I’ve recently finished Software Craftsmanship, Passion and Purity, and The Prayer of Jesus. If for no other reason than that it might help to cement a few things in my own mind, I thought I’d put up a quick review on each.
Software Craftsmanship: the New Imperative
Author: Pete McBreen
bq. The idea [of good-enough software] is that it is possible to create feature-rich applications that are so valuable that the customer will forgive the mistakes that were made in creating it. Utter garbage. Bugs do not infect software in the way that colds infect people. Errors are made by developers as they design and develop software. (pg. 56)
For me, this was a head-nodder, the type of book one enjoys reading because it confirms, solidifies, and extends a set of ideas that have been rattling around in one’s brain for a while. The author starts by outlining three approaches to software development: software engineering, good-enough software, and software craftsmanship. After picking the first two apart, he insightfully and engagingly makes a case for the latter.
I cannot speak highly enough of this book. If you have written, do write, or might write software, read it. If someone else has written, is writing, or might write software for you, read it. My personal opinion is that the author is too easy on software engineering — I have yet to be convinced that there is a need for anything other than what he defines as craftsmanship. Thus, this is the best manifesto to date for a revolution that I sincerely hope occurs. If it does, you’ll want to have read it already.
Passion and Purity
Author: Elisabeth Elliot
bq. There was a tiny scrap of rainbow – just an end of ribbon in the clouds – and I knew that it was for me. It was a promise of good things. I could not see the other end, nor the great sweeping arc that reached high above the clouds that shadowed me, but I could see that bit and knew it spoke of His faithfulness, for He is faithful that promised. (pg. 74)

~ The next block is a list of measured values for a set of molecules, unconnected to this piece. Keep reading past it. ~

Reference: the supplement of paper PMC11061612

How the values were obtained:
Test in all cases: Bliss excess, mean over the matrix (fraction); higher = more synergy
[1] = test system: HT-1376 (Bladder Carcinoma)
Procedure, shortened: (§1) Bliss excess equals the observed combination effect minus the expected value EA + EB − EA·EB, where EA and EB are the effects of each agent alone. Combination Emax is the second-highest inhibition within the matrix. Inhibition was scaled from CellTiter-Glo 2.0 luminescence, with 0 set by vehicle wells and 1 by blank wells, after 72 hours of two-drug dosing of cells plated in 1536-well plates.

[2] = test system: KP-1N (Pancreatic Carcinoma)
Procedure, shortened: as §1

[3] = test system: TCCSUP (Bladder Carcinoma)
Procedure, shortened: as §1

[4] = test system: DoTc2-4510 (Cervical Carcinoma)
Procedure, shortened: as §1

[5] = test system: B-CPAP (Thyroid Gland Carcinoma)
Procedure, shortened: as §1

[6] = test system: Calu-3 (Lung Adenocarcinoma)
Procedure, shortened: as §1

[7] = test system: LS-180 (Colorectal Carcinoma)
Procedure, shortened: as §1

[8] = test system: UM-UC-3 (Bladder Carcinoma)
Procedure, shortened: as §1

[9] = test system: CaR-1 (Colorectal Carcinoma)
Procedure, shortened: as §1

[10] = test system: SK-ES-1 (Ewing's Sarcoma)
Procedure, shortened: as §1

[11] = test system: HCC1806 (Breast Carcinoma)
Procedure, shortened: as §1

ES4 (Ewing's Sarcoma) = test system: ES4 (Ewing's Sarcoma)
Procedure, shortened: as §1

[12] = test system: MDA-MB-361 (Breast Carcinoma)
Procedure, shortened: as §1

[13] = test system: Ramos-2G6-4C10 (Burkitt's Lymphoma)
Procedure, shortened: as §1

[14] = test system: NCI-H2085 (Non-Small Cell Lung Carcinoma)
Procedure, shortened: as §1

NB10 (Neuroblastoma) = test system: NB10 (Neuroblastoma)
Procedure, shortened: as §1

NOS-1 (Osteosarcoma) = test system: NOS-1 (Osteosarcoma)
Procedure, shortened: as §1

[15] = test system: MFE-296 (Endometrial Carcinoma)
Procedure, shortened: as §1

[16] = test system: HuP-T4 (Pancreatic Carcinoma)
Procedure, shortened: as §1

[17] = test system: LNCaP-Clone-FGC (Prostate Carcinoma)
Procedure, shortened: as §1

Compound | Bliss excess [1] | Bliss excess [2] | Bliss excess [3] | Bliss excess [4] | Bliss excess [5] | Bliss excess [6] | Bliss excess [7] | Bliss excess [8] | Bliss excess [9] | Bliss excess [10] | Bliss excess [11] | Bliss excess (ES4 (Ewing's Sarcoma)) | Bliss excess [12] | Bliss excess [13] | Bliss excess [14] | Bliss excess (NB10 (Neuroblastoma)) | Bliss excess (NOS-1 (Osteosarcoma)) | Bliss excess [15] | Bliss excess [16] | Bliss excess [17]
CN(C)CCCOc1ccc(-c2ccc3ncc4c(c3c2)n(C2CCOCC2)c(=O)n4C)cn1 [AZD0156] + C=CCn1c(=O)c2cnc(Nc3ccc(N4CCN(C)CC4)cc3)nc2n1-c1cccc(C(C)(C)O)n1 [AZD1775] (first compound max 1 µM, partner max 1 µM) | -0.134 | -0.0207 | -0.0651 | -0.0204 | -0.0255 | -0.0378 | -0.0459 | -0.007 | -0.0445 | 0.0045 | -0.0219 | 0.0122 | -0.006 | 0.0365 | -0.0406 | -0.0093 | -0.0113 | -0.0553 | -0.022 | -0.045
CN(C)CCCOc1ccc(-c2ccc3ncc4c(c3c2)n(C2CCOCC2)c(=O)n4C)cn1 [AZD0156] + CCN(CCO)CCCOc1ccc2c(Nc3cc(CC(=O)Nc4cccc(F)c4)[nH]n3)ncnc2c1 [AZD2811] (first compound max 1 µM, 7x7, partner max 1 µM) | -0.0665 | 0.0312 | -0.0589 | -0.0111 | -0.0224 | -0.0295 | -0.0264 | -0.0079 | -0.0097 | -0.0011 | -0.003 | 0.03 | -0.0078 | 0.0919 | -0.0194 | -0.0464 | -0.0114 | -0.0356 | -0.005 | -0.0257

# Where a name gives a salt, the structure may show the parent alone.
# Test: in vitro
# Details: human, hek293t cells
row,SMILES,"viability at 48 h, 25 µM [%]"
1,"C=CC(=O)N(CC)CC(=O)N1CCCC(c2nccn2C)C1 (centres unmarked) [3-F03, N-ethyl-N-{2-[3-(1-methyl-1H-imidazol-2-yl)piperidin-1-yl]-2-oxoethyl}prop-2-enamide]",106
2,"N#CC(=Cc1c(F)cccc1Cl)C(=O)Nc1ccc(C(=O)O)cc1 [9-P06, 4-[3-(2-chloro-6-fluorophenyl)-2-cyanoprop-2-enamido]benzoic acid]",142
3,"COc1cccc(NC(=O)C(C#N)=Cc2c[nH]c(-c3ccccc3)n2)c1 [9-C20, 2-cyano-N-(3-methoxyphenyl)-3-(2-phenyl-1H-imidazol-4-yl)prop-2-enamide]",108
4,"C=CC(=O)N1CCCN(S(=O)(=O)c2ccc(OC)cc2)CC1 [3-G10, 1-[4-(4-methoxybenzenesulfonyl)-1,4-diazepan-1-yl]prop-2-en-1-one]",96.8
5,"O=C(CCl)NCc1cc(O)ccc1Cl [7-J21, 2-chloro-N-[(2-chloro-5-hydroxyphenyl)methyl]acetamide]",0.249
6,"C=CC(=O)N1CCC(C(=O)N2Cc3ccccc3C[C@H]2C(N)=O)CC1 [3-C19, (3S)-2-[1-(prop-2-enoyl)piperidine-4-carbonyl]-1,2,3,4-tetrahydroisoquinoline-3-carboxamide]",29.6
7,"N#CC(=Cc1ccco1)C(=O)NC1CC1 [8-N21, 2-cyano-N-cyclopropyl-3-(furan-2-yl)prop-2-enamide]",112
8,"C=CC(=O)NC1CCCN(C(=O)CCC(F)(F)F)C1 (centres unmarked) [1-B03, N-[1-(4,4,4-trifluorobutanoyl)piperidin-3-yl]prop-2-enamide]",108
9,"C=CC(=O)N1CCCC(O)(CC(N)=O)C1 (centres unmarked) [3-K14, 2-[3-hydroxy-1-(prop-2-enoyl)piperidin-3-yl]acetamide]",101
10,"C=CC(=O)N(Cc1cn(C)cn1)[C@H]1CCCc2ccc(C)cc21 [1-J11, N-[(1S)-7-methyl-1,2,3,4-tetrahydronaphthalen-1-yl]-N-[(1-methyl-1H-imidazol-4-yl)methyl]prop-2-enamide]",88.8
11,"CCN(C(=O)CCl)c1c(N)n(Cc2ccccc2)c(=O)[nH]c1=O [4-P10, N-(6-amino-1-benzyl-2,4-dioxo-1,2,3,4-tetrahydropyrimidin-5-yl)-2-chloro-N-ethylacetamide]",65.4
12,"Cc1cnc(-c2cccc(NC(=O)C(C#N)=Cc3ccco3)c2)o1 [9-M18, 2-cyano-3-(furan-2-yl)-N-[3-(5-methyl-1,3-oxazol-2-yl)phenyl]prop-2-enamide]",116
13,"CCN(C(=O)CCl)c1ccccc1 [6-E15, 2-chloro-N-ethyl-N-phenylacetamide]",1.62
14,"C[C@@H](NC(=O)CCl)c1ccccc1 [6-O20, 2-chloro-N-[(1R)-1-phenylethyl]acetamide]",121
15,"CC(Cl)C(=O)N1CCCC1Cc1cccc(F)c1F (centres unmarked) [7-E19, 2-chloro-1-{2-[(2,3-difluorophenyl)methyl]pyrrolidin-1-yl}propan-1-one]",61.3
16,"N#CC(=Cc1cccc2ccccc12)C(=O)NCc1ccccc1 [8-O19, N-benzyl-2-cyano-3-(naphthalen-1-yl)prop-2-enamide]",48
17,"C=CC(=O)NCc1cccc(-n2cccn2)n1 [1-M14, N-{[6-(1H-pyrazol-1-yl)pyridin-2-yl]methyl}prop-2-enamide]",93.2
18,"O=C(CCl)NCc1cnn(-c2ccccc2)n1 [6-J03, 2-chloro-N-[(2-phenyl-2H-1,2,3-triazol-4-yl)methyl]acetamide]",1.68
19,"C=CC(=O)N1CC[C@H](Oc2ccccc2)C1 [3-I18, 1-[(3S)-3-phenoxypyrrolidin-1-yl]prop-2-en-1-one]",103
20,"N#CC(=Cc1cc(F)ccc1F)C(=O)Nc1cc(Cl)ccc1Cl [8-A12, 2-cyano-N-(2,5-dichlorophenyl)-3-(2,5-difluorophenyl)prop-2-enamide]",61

Wow. This is a book that flows from the heart. The author waited five years before marrying her husband, often only seeing him a few times a year. Here she chronicles the things the Lord taught her during those difficult yet blessed days while she waited on Him. Much of her purpose in writing the book was to uphold and illuminate the excellence of purity, a task well done, but another lesson oozes from the book: that of being all-consumed in the purposes of God. I found myself questioning my own dedication to Him and to His purposes for me. Am I willing to forgo all in order to follow Him?
The Prayer of Jesus: Secrets to Real Intimacy with God
Author: Hank Hanegraaff
bq. We must ever be mindful of the fact that the purpose of supplications is not to pressure God into providing us with provisions and pleasures, but rather to conform us to his purposes. (pg. 28)
Clearly an answer to The Prayer of Jabez by Bruce Wilkinson (which I also enjoyed), this book makes a good companion for it. While it’s title promises secrets, what we find, as is usually the case, is that the secret is in simply doing that which we know we ought to do. The Lord’s prayer is the framework on which the book hangs, and the author gives an exposition on each of its key phrases. Very short and readable and chock-full of good application, I was greatly encouraged to spend more time in prayer, and to focus more on the Person to whom I pray, and less on myself.